8. Treeless Mountain: A poignant coming-of-age tale underscored with contemporary relevance, So Yong Kim’s second film (after In Between Days), Treeless Mountain is set in a South Korea where disappearing economic opportunities displace a woman and her two preteen daughters from their apartment in Seoul. Almost immediately, the woman leaves her daughters with their alcoholic aunt outside Seoul. Kim’s spare, Bressonian approach pays dividends through the almost claustrophobic focus on the older of the two girls, Jin (Hee-yeon Kim), as she struggles to adapt to her new environment while protecting her younger sister, Bin (Song-yee Kim), from the vicissitudes of the real world. Hee-yeon Kim gives an impressively naturalistic performance.


9. Tokyo Sonata: At least superficially, Kiyoshi Kurosawa’s latest film, the Ozu-inspired Tokyo Sonata marks a departure from his “J-Horror” oeuvre. Look more deeply, however, and you’ll find a thematic connection to his earlier work. This film follows a middle-aged, newly unemployed salaryman, his wife and two sons -- a rebel without a clue, and a child prodigy -- as they face unpromising, limited future where each character faces their own “existential horror.” Tokyo Sonata won the Jury Prize in the “Un Certain Regard” section at last year’s Cannes Film Festival.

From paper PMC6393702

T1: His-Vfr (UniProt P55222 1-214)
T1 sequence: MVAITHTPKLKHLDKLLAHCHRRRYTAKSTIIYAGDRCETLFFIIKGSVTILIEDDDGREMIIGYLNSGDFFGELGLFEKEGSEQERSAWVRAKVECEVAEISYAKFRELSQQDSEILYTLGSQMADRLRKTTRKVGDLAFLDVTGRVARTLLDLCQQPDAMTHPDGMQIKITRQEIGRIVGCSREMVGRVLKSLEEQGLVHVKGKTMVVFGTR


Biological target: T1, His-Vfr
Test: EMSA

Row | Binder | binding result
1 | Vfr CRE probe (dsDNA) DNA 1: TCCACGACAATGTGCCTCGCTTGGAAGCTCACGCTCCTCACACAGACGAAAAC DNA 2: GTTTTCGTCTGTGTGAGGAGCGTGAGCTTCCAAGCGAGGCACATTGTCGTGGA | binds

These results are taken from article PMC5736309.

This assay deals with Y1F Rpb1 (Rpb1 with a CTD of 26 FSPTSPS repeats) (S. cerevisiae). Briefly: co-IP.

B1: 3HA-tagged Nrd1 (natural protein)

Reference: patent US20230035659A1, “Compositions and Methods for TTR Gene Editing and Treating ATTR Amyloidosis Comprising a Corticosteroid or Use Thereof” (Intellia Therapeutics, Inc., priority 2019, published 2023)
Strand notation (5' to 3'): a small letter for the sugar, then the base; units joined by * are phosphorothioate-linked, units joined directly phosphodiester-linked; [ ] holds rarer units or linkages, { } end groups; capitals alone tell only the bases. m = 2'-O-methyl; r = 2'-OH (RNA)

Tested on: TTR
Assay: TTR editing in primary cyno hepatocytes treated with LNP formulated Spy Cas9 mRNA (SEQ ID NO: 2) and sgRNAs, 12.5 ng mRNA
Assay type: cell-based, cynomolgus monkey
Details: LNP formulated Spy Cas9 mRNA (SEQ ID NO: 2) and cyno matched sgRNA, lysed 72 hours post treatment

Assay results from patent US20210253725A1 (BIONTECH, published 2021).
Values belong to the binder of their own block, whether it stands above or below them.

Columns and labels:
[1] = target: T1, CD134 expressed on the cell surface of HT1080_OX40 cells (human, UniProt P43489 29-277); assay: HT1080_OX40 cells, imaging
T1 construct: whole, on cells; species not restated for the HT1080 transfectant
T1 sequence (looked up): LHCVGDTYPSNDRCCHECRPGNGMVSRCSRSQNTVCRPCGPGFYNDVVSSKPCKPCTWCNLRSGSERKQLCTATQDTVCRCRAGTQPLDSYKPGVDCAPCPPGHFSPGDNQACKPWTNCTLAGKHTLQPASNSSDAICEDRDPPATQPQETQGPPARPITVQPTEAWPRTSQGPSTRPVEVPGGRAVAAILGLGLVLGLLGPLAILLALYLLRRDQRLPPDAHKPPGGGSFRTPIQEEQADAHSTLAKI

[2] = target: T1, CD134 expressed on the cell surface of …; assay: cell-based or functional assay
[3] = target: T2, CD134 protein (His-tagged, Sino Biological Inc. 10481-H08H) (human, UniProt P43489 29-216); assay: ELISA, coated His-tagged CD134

10. 24 City: Jia Zhangke’s latest film, the lyrical, shot-on-DV 24 City, interweaves documentary and narrative techniques to explore the modern history of Chengdu, the capital of Sichuan province in southwest China. Once the home of a munitions plant and an aircraft engine repair factory, Chengdu has undergone massive economic, social, and cultural change over the last fifty years, including the closure of the factory and its replacement by an apartment complex. Zhangke, however, isn’t interested in dry voiceovers over montages of Chengdu through the decades, but in capturing the deeply personal, often ambivalent recollections of the factory workers (many of whom relocated to Chengdu at the direction of the Chinese government).